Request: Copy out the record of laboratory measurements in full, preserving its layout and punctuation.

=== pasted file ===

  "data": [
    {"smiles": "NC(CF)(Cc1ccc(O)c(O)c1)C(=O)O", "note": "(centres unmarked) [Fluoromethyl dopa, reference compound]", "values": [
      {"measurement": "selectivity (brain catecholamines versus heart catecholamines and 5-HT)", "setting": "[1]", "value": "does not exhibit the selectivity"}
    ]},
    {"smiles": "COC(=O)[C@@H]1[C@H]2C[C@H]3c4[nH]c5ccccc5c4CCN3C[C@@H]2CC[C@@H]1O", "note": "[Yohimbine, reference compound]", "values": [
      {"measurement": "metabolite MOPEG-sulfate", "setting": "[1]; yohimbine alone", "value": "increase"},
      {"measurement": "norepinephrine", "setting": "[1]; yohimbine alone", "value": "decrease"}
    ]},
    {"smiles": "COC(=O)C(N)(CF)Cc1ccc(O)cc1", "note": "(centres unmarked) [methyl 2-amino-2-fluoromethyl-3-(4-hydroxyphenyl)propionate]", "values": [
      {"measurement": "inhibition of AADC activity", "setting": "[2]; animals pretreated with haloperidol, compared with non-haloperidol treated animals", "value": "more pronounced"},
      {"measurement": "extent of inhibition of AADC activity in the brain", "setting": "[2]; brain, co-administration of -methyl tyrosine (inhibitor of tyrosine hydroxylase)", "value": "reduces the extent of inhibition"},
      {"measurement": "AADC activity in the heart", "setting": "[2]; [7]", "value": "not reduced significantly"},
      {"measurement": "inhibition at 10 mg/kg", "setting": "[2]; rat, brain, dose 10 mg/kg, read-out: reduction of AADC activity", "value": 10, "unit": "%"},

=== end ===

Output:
  "data": [
    {"smiles": "NC(CF)(Cc1ccc(O)c(O)c1)C(=O)O", "note": "(centres unmarked) [Fluoromethyl dopa, reference compound]", "values": [
      {"measurement": "selectivity (brain catecholamines versus heart catecholamines and 5-HT)", "setting": "[1]", "value": "does not exhibit the selectivity"}
    ]},
    {"smiles": "COC(=O)[C@@H]1[C@H]2C[C@H]3c4[nH]c5ccccc5c4CCN3C[C@@H]2CC[C@@H]1O", "note": "[Yohimbine, reference compound]", "values": [
      {"measurement": "metabolite MOPEG-sulfate", "setting": "[1]; yohimbine alone", "value": "increase"},
      {"measurement": "norepinephrine", "setting": "[1]; yohimbine alone", "value": "decrease"}
    ]},
    {"smiles": "COC(=O)C(N)(CF)Cc1ccc(O)cc1", "note": "(centres unmarked) [methyl 2-amino-2-fluoromethyl-3-(4-hydroxyphenyl)propionate]", "values": [
      {"measurement": "inhibition of AADC activity", "setting": "[2]; animals pretreated with haloperidol, compared with non-haloperidol treated animals", "value": "more pronounced"},
      {"measurement": "extent of inhibition of AADC activity in the brain", "setting": "[2]; brain, co-administration of -methyl tyrosine (inhibitor of tyrosine hydroxylase)", "value": "reduces the extent of inhibition"},
      {"measurement": "AADC activity in the heart", "setting": "[2]; [7]", "value": "not reduced significantly"},
      {"measurement": "inhibition at 10 mg/kg", "setting": "[2]; rat, brain, dose 10 mg/kg, read-out: reduction of AADC activity", "value": 10, "unit": "%"},